Sundays at 10:30am
Deaf and hearing people socialize together using sign language! Deaf Brunch is NOT designed to be the sole ASL learning activity but rather to be a way to supplement other work you are doing to learn the language. Use one or more of the activities below, then come to Brunch to socialize in the language rather than using Brunch as a focus on learning the language.
Where can I learn American Sign Language (ASL)?
Most Sundays at 10:30am, deaf and hearing people come to the New Deal Cafe to hang out and socialize. We call ourselves New Deal Deaf Brunch. All of our conversations are in ASL (American Sign Language). ASL is a visual, gestural language that has its own grammar and syntax, just like other languages such as French, Arabic, or any other language you might consider.
Learning a language takes commitment and practice, just like any other area of knowledge or skill you may already have. In formal study of ASL, there are levels, just as there may be levels for other languages you may have studied (French I, French II, and so on). Informal practice — such as New Deal Deaf Brunch conversations — is the necessary second half to focused study of ASL.
Locally, here are some places you can learn ASL. ASL coursework will be listed first, followed by informal no-cost ways to learn. For courses, please consult the online course listing for up to date information about registration, course times and days, and costs.
- City of Greenbelt Department of Recreation: The Recreation Department offers eight week ASL classes. Cost is $50 for Greenbelt Residents, $63 for nonresidents; seniors (60+) get a 10% discount. By early May, the Summer 2016 Activity Guide will be posted at http://www.greenbeltmd.gov/recreation.
- Prince George’s Community College offers COM 325: Sign Language 1, COM 330, Sign Language 2, and COM 378 ASL Vocabulary Building. Type COM in the search box on the website to help you find these courses.
- Community College of Baltimore County has an extensive list of ASL courses. Type INTR in the search box on the website to help you find ASL courses. Just a few of those courses are ASL I, ASL II (continues through ASL V), and Deaf Issues: Past and Present.
- Germantown Library in Montgomery County: From time to time, the Germantown Library offers free ASL classes. Contact the library to learn of current offerings: 240-777-0110, or by email at .
- Gallaudet University is the only liberal arts institution in the world established specifically for deaf students. It has a rich history and place in Deaf culture. Gallaudet offers an extensive list of ASL courses both face to face and online.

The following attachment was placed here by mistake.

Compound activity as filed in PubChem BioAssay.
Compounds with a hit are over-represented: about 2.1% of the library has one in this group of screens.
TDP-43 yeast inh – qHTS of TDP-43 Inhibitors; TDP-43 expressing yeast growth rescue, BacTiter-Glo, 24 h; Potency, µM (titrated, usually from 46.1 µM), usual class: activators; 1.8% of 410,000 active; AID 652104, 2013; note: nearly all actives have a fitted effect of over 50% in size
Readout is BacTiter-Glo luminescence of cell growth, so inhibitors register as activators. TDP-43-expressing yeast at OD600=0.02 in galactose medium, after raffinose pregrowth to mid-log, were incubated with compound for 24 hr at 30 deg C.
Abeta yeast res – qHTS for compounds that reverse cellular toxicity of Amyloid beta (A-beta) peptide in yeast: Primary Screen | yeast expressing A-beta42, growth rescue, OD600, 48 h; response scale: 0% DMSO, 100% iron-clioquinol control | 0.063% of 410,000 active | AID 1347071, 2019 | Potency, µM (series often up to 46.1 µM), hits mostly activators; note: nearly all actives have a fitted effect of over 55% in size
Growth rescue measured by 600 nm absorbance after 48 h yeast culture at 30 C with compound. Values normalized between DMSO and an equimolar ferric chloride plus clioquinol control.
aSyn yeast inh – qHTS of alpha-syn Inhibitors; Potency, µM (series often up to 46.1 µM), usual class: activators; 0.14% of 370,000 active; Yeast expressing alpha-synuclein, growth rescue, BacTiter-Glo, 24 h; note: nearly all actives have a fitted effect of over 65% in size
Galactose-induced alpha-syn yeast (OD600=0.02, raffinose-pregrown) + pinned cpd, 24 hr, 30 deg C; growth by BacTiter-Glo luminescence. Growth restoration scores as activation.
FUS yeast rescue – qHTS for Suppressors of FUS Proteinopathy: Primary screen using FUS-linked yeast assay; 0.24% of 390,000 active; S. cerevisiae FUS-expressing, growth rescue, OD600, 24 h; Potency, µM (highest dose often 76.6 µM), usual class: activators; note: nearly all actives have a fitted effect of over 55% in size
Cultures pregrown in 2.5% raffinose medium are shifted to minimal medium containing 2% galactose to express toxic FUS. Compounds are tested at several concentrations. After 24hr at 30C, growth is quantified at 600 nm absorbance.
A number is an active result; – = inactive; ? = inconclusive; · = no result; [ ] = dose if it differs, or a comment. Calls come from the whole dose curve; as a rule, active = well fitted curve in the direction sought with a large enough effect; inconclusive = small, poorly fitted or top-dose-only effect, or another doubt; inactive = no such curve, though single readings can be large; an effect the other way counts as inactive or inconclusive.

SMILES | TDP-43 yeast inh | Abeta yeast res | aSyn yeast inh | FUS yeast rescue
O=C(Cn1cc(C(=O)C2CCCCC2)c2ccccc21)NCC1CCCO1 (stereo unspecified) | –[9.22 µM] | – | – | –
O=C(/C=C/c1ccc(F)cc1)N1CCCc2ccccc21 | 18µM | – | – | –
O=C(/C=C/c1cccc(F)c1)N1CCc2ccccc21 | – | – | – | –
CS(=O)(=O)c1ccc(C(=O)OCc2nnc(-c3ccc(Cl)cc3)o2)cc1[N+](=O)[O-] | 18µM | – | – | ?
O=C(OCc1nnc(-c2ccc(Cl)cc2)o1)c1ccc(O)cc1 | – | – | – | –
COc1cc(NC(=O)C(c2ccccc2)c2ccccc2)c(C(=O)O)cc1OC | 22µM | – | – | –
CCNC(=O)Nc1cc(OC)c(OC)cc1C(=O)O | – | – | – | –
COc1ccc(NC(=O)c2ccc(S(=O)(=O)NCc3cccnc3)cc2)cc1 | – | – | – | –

- Montgomery College’s listing of courses
Informal ways of learning ASL
Learning a language requires regular learning and practice. If formal courses do not work for you, try some of these electronic resources.
Many ASL websites do not teach you the language. Instead, they teach you ASL vocabulary. There’s more to learning a language than vocabulary of course, but sometimes websites are a good start. The specific websites listed below offer you an opportunity to learn ASL as a language, not just ASL vocabulary. In addition, the websites listed below have a strong connection with members of the Deaf community.
Even though websites are there anytime, learning a language will still require you to use the website on a very regular basis, DAILY if you can do so. Consider focusing on specific areas so that when you come to Brunch, you have done “homework” in particular topics, vocabulary, grammar that is essential to meaning, receptive skills (that is, your ability to understand what has been signed TO you), or other areas.
This website offers a free version of ASL instruction and a modestly priced version. Some of the people who have developed this training are Deaf. Learning ASL from a Deaf instructor is highly valued by members of the Deaf community.
This website offers ASL courses at a cost. The instructor is Deaf with many years of experience working in positions in the Deaf community. The course is suitable for home schooled students or others who wish to learn ASL independently.
Gallaudet University offers online ASL courses for a cost. Gallaudet University is the only liberal arts university in the world designed specifically for Deaf students. It is known worldwide for its leadership in the Deaf community.
The Deaf News website will not teach you ASL but will provide you with examples of ASL in use, with captions in English so you can understand what has been signed.
Informal ASL practice
These are informal meetings among those who are learning ASL. Practice is the goal of these get-togethers, with socializing as a secondary aspect. Find local ASL meetups at meetup.com/topics/asl/.